Tron Legacy UNIX desktop.
Tron Legacy UNIX desktop.

Open-source Linux and UNIX operating systems are thankfully prevalent all around the world and the associated presence of free and open-source web browsers allows paranoid users to read the source code and see what the browser is really up to. The Google Chrome web browser has the Chromium browser as an alternative, the source code for that browser is available and this makes it a better alternative than Chrome. Chromium is compatible with the Google sync service allowing you to sync bookmarks and extensions between computers. Very useful indeed. The Dolphin browser for Android also allows you to sync with your Google account, the Android operating system of course is linked to your Google account and you may sync data between devices easily. In the early days of DOS machines we had to sync data with 1.44 megabyte capacity floppy disks to share data between computers. Once I had to copy data between a Windows ’98 desktop computer and a Windows ’95 laptop and I copied the data across with a parallel port cable by connecting it to each machine via the printer port and copying the data that way. That type of data connection is not something that you see these days at all. With easy Ethernet networking, you would not need that anymore. But that is what computer users did in the old days to network our machines.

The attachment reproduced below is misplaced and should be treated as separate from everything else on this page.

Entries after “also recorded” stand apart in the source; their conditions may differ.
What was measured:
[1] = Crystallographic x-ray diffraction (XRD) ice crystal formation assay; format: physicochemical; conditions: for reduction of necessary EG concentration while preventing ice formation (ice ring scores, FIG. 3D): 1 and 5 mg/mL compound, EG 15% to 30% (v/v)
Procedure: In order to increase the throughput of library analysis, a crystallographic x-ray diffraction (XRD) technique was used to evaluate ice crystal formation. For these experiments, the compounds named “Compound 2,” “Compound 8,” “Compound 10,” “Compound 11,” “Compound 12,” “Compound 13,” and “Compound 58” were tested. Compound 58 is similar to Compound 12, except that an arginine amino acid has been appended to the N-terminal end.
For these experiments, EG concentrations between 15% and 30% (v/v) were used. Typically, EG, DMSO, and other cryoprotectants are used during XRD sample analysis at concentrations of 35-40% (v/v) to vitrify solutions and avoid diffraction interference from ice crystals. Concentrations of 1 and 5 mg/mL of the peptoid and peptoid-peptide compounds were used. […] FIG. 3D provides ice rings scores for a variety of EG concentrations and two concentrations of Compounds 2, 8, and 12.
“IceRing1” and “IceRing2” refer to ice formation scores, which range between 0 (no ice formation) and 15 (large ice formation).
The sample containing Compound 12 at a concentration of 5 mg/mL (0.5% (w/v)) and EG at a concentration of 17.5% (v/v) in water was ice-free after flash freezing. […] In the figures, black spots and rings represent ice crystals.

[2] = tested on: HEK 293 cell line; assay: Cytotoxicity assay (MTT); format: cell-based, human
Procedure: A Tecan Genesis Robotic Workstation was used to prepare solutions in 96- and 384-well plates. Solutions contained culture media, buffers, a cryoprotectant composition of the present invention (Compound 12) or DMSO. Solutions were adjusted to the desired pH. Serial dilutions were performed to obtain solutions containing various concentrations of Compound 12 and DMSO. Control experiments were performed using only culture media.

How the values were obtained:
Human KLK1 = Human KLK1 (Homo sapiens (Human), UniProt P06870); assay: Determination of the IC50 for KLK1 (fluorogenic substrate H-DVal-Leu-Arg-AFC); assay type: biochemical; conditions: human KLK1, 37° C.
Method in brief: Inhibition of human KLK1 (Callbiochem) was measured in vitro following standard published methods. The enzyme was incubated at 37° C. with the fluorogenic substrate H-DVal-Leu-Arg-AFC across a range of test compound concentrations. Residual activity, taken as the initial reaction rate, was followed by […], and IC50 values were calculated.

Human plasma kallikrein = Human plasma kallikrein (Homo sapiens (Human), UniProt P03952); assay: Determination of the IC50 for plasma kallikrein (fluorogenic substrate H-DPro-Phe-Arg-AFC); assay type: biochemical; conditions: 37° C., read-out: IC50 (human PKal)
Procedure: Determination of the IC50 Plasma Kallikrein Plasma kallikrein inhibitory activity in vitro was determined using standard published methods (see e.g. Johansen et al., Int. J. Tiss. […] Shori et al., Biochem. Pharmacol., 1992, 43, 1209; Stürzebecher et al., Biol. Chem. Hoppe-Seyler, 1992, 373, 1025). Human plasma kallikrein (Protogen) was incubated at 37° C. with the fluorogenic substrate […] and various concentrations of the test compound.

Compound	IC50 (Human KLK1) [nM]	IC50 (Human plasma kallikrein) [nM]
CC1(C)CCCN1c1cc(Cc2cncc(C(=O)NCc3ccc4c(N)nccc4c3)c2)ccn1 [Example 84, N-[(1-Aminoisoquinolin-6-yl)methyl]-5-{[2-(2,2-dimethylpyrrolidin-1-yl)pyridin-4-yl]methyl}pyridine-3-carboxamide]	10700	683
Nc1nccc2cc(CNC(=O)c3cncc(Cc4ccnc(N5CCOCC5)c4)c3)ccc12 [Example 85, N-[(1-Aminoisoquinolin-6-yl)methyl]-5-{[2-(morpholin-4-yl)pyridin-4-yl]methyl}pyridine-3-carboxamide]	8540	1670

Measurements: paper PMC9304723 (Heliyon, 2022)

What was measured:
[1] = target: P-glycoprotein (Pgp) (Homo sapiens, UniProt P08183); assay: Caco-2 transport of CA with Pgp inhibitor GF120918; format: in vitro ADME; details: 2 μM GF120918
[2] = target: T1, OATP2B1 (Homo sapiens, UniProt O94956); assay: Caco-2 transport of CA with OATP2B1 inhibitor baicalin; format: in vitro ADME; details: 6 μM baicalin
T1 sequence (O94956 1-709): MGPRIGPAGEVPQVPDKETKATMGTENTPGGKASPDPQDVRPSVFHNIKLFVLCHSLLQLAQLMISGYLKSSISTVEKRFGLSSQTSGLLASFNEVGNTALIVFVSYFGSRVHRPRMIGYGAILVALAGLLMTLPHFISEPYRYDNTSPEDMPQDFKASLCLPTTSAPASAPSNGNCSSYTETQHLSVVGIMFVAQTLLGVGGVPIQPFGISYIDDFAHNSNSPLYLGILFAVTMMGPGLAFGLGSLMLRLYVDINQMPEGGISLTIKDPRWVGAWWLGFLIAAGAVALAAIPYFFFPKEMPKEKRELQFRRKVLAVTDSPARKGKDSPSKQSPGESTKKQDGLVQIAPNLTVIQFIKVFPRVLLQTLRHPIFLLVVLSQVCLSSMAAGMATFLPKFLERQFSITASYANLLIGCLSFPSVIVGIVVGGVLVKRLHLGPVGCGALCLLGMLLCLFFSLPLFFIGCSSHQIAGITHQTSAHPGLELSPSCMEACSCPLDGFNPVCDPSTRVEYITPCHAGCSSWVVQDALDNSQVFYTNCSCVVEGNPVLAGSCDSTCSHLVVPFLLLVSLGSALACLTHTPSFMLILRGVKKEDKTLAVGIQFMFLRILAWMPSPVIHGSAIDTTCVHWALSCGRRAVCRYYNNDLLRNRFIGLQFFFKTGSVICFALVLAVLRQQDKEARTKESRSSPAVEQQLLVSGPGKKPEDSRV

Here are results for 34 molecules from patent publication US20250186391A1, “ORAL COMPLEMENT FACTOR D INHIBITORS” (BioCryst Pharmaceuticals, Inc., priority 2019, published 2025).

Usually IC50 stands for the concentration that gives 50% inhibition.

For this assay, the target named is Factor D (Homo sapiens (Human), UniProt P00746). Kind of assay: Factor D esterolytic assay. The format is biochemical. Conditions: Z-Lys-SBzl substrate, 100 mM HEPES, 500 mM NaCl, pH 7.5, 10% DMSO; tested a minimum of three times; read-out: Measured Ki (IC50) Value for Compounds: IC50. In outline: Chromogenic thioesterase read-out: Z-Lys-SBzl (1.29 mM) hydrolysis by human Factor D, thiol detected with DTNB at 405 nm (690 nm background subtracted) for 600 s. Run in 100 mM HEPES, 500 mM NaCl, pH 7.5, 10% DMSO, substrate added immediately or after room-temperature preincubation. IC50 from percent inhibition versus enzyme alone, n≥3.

The days of Windows ’95 and Windows ’98 are thankfully behind us, I tried out the Windows 8 Consumer Preview and that is where computer interfaces are headed these days sadly. Windows ’95 had a very good interface, despite the simple icons, the interface in Windows 8 is just too painful to use. Better to use Linux Mint with MATE or Cinnamon; those two desktops are far better than the Windows 8 Metro interface that looks horrid. An LCARS theme for Metro would be better, the trekkies like me would love a Star Trek styled interface on a tablet computer that would replicate the look of a PADD as faithfully as possible. There is a LCARS interface in the works for Linux, but I am not sure how usable it is: A tiling window manager like AwesomeWM could be a good base.